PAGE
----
The first panel – making of Part I

In the coming days – until the launch of the crowdfunding-campaign I would like to explain you how the artwork of the graphic-novel is developed. As the example I use our pilot-episode.

Set the stage

The first panel of a comic often is used for several important purposes: It has to explain the reader where the story happens – on a time-scale as well as geographically. It has to set the mood for the following pictures and often the acting characters enter the stage. And if you want to pack everything into it, you lay out some storyteller’s bait to lure the reader into the story.

Especially at this important point you have to consider all relevant aspects regarding composition, design and illustration.

Those aspects are important for all other drawings of the comic as well, but especially if you start your story with a really large picture – the so called “establishing shot” – they play an important role. In the following panels you are often only working with parts of them.

In this and the following three parts of this short series I am going to address all aspects. The reason for this is that we are going to work with short-stories of round about 6 pages in “Großväterland”. That means the storytelling is more condensed as if you were telling one complete story in 32 or more pages. The establishing shot is a good way to get right to the point.

Ok. First things first:

Visual Scripting

Schematic layout of the first page of "Großväterland"

Schematic layout of the first page of “Großväterland”

Schematic layout of the first page of “Großväterland”


Most of the time I am author and illustrator in personal-union, so I often work really intuitiv and keep the visual layout in mind as well as the content. But as “Großväterland” is a collaborative project and its content and structure has to be coordinated with Alex Kahl and Christian Hardinghaus. So I came up with a way how I can visualize the page-strucutre and the contents without the need to draw even one line. I call this “visual scripting” as I combine the classical comic script with the panel layout. In Adobe Indesign I built a panel structure within my page layout, describe the content of the picture and add some early textboxes and speechbubbles.  You can see an example in the picture on the right. For me it is a great help as I can see later on at which position I spare some space in the drawing.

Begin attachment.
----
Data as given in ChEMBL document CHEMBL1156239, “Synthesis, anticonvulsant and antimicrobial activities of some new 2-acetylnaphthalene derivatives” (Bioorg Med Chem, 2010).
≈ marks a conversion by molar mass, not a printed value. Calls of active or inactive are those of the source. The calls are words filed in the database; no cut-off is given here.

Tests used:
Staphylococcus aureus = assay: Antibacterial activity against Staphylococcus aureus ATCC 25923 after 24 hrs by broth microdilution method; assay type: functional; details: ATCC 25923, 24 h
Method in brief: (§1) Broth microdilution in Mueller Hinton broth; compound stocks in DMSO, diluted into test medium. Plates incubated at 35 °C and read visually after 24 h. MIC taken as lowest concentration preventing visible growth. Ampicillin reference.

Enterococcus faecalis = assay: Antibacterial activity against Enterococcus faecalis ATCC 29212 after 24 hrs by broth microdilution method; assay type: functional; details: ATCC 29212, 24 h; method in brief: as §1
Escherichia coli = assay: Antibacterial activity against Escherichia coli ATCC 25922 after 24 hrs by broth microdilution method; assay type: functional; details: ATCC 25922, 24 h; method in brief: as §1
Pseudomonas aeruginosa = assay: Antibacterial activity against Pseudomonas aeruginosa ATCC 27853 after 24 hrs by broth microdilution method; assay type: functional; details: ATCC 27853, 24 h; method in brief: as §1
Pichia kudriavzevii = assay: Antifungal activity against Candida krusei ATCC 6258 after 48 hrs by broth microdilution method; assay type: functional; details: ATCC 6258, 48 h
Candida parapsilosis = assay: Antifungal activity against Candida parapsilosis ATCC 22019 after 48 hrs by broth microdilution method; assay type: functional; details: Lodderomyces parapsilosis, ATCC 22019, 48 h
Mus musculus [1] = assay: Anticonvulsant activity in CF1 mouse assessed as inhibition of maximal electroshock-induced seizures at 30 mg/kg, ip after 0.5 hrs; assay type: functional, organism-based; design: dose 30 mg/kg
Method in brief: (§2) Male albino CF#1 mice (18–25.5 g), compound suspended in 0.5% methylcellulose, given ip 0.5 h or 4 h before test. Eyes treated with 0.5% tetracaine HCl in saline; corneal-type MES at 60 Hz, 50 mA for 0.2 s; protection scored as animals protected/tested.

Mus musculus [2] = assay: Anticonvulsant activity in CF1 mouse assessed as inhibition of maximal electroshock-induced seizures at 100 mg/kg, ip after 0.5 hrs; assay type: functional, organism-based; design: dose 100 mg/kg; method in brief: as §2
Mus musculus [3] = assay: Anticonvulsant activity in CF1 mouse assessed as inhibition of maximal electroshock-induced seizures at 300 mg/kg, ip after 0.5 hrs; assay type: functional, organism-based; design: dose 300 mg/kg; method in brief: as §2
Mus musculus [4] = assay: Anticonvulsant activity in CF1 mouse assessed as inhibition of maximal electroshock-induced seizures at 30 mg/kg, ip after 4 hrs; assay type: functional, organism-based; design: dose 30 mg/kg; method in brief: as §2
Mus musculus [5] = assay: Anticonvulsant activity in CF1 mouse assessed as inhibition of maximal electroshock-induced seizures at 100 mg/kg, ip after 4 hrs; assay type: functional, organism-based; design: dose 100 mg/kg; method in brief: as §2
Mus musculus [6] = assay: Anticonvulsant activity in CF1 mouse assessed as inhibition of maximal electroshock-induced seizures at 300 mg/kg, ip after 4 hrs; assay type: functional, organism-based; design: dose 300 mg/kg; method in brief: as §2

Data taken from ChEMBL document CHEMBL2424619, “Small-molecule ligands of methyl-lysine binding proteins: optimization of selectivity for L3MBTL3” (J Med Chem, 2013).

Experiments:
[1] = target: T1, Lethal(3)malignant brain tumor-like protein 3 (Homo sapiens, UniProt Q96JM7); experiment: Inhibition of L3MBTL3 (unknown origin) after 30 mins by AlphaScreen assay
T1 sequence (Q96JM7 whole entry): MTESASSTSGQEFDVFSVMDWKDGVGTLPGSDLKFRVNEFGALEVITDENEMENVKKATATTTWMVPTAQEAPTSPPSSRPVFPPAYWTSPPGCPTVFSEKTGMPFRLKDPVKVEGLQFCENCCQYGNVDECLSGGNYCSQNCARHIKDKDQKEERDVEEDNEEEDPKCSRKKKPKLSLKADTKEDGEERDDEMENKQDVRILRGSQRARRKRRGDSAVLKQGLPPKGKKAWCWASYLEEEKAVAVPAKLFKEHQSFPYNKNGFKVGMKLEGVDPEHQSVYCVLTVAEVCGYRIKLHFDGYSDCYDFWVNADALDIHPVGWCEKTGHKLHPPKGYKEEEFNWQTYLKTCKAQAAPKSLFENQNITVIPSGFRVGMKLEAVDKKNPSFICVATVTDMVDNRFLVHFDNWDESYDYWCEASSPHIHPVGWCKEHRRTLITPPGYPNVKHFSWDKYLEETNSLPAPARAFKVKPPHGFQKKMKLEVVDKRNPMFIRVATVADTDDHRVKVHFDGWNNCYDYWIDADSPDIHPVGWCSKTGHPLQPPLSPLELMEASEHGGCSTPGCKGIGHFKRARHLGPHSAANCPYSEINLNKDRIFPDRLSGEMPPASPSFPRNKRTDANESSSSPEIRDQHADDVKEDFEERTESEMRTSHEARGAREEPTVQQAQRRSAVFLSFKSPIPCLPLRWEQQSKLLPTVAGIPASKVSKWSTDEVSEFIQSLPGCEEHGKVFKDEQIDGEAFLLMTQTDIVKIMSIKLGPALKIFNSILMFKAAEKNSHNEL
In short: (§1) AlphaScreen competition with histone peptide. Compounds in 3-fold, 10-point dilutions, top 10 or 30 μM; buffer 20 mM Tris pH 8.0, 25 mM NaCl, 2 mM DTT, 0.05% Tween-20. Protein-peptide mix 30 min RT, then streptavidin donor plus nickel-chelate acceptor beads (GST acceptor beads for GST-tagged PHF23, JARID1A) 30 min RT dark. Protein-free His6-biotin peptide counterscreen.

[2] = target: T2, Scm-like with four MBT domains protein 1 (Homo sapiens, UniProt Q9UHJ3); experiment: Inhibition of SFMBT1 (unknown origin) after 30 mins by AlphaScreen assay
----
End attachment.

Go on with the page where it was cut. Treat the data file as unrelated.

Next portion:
This is how it will look like in the first panel of “Großväterland”:

Place (Riesa) und Time (Summer 1941) are established via textboxes. Although the concrete date for the plot of this first episode is already fix, we are not going to spoil it here. I just want to show you, who the mood was in summer 1941 in Germany: Pretty good.

“We had a great time.”

All the campaigns and conquering of the Wehrmacht were successful. With much less losses in comparison to the horrible bloodbaths a lot of people could remember from World War I that just was 23 ago. (Do you still know where you were 1991? What you were doing then? Yes. 1918 was for people in 1941 what 1991 is for us in 2014. – Just to set this in perspective and help you to get your head around it.)
There was something like a good reason for feeling invincible somehow. Especially if you grew up in a time in that the two “Hitler-Boys” Karl and his friend Wolfgang (Hitlerjugend was the youth-organization in the Third Reich in which 98% of the German youth was in). Their story will be told in the first episode.